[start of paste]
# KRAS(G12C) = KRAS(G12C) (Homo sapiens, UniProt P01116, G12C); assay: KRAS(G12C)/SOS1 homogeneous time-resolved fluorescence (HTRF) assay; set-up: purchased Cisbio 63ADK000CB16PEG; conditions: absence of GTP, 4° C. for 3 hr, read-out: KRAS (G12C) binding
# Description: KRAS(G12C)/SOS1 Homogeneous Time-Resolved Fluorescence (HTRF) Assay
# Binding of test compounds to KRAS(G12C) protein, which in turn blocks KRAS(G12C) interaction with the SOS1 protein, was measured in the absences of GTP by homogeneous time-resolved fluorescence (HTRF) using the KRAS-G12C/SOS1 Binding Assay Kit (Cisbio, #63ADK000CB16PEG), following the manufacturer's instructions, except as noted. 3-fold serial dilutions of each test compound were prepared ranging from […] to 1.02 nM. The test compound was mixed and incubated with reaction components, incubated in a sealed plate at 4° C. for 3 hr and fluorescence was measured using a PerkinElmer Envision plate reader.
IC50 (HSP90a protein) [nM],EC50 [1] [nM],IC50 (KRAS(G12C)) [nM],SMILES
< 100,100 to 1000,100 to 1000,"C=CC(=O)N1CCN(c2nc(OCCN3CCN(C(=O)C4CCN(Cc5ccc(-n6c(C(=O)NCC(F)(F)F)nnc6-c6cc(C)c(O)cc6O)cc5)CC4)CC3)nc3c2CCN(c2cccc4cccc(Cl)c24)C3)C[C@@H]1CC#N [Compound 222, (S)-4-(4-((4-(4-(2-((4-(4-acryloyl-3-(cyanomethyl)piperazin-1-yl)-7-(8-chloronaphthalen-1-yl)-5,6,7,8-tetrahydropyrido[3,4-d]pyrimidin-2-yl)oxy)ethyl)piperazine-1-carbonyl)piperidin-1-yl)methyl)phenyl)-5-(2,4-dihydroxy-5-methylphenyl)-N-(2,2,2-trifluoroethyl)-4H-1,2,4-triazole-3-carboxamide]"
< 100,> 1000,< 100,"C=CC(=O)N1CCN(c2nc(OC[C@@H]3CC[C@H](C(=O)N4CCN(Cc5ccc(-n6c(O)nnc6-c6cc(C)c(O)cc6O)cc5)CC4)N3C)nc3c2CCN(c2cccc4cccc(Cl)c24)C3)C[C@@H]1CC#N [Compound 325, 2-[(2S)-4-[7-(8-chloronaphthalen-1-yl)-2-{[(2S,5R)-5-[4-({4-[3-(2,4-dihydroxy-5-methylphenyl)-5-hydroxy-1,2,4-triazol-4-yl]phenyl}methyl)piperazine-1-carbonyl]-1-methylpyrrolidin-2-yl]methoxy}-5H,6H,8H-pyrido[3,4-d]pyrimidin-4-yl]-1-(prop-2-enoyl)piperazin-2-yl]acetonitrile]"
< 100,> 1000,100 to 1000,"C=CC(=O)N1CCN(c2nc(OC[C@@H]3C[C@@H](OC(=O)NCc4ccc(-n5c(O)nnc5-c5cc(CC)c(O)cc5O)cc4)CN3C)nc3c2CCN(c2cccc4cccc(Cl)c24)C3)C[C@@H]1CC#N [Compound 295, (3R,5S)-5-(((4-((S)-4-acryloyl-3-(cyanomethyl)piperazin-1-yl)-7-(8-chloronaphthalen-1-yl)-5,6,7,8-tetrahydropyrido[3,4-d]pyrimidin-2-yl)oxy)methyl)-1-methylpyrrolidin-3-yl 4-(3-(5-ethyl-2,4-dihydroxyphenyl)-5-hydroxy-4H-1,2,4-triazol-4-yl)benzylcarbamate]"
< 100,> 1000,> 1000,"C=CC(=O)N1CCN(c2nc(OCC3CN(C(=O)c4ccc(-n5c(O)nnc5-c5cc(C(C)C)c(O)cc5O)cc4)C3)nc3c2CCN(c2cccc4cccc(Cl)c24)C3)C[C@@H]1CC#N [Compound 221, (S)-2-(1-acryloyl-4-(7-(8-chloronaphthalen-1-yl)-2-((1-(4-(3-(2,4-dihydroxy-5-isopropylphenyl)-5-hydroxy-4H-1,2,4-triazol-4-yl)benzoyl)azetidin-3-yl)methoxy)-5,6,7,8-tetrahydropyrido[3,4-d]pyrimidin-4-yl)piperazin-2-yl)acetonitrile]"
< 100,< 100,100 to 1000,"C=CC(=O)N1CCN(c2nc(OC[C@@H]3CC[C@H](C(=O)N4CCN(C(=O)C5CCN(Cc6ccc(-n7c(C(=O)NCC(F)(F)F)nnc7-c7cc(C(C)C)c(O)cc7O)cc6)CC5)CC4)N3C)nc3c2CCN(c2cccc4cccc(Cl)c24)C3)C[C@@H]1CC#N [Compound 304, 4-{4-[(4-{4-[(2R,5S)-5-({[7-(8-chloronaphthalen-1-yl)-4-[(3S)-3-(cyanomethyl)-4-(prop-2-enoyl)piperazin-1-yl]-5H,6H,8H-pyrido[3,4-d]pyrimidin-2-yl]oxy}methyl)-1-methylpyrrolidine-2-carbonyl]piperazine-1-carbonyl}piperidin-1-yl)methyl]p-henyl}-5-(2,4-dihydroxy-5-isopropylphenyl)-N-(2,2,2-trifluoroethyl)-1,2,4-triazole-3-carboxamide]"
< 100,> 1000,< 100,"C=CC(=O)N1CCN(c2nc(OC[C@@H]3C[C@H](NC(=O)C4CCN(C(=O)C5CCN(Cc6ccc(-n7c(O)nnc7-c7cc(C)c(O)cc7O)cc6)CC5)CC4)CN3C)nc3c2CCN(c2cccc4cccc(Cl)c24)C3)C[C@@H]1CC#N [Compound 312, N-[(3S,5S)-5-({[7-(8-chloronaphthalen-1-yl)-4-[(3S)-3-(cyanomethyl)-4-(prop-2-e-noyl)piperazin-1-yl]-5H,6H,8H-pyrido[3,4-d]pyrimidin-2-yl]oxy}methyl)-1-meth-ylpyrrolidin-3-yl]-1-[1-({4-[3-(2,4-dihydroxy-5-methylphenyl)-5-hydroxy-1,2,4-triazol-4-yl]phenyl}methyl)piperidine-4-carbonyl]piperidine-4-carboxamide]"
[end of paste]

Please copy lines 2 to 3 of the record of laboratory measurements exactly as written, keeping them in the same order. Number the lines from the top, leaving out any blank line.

# Description: KRAS(G12C)/SOS1 Homogeneous Time-Resolved Fluorescence (HTRF) Assay
# Binding of test compounds to KRAS(G12C) protein, which in turn blocks KRAS(G12C) interaction with the SOS1 protein, was measured in the absences of GTP by homogeneous time-resolved fluorescence (HTRF) using the KRAS-G12C/SOS1 Binding Assay Kit (Cisbio, #63ADK000CB16PEG), following the manufacturer's instructions, except as noted. 3-fold serial dilutions of each test compound were prepared ranging from […] to 1.02 nM. The test compound was mixed and incubated with reaction components, incubated in a sealed plate at 4° C. for 3 hr and fluorescence was measured using a PerkinElmer Envision plate reader.